Flavors: Acidic, Bread Dough, Cacao, Camphor, Chocolate, Coconut Husk, Cucumber, Dark Wood, Drying, Flowers, Goji, Metallic, Rye, Smooth, Sour, Spicy, Tobacco, Walnut, Yeast
Another 2020 harvest green tea acquired as a stand-in until the new harvests arrive in full swing. I’ll probably be ordering Chinese greens this year from stateside vendors since I never buy enough of them to justify the more expensive and faster shipping options (been waiting on a small package from Teavivre for 2 months, ugh).
The dry leaf smells buttery-nutty with dark cocoa powder and an herbal undertone. Wet leaf aroma is alkaline. It reminds me of butter-browned napa cabbage, barbecued oysters, farro, earthy-sweet cooked snow peas, rice crackers and anise.
I’ve been brewing this in a gaiwan with a lower leaf:water ratio to mitigate the less-than-fresh qualities that are apparent in grandpa and western steeping (it can turn brassy and buttery-toasty dry grass quickly). The liquor aroma is sweet and nutty; the texture is buttery soft and smooth on the sip. Delicate notes of buttery rice crackers with seaweed bows, lemon, fresh oysters, sweetgrass. A clear quartz-like minerality presents with some salty astringency as it swallows juicy. The tea becomes fruitier, dry grassy and more astringent as steeps progress. There’s a unique aftertaste of custard apple and rice crackers moving to buttery-creamy apricot-osmanthus and toasted rice. Can get bitter if oversteeped.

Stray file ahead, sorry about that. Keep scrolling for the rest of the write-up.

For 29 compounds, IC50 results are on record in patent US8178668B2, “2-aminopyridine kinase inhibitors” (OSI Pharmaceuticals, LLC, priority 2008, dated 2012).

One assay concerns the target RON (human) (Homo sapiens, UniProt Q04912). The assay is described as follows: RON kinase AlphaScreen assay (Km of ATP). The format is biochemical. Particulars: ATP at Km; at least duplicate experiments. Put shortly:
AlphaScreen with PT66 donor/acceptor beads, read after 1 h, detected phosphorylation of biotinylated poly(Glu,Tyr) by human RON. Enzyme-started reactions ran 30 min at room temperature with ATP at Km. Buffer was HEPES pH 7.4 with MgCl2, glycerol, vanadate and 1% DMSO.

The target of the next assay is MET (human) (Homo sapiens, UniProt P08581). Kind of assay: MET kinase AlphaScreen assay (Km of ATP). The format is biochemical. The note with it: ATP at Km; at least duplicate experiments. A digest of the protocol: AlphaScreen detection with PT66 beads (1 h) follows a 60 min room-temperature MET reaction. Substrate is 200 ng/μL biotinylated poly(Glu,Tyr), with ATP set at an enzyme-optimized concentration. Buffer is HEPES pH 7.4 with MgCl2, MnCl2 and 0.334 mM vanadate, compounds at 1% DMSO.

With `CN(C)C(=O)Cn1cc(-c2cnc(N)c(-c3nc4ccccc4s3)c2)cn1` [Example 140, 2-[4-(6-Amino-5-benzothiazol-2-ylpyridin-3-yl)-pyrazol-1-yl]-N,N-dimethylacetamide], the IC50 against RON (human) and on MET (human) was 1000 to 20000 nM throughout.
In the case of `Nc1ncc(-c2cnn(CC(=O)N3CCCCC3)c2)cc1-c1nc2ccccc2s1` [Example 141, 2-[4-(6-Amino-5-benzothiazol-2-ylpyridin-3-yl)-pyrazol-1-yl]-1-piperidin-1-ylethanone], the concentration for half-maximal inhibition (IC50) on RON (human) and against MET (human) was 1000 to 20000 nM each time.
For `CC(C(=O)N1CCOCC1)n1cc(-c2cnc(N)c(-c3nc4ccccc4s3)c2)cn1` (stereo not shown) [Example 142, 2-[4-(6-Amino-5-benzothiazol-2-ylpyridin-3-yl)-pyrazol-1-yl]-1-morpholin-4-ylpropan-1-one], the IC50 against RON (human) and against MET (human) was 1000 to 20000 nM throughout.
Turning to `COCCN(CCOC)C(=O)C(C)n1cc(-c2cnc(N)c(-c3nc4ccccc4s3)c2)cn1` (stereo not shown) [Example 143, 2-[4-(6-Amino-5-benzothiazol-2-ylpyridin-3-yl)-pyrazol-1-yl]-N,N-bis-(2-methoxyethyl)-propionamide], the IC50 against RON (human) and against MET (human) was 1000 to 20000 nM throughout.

Valley Peak was the first tea I ever tried from Mandala many years ago, in the days of using mason jars and a fork to simulate a gaiwan. I remember it being so gentle and satisfying. It can be likened to a Dragon Well (however varied those are) but I find it softer, less intense and depending on the Dragon Well’s processing and provenance, less like chestnuts.
Flavors: Anise, Apricot, Astringent, Buffalo Grass, Butter, Cabbage, Cocoa, Cream, Dry Grass, Earth, Fruity, Garden Peas, Grain, Herbs, Honeysuckle, Lemon, Marine, Mineral, Nutty, Osmanthus, Rice, Salt, Seafood, Seaweed, Smooth, Sweet, Toasted Rice, Toasty
Even though fresh harvests of other green teas are becoming available, I went ahead and bought a 2020 harvest to satisfy the immediate desire for green tea.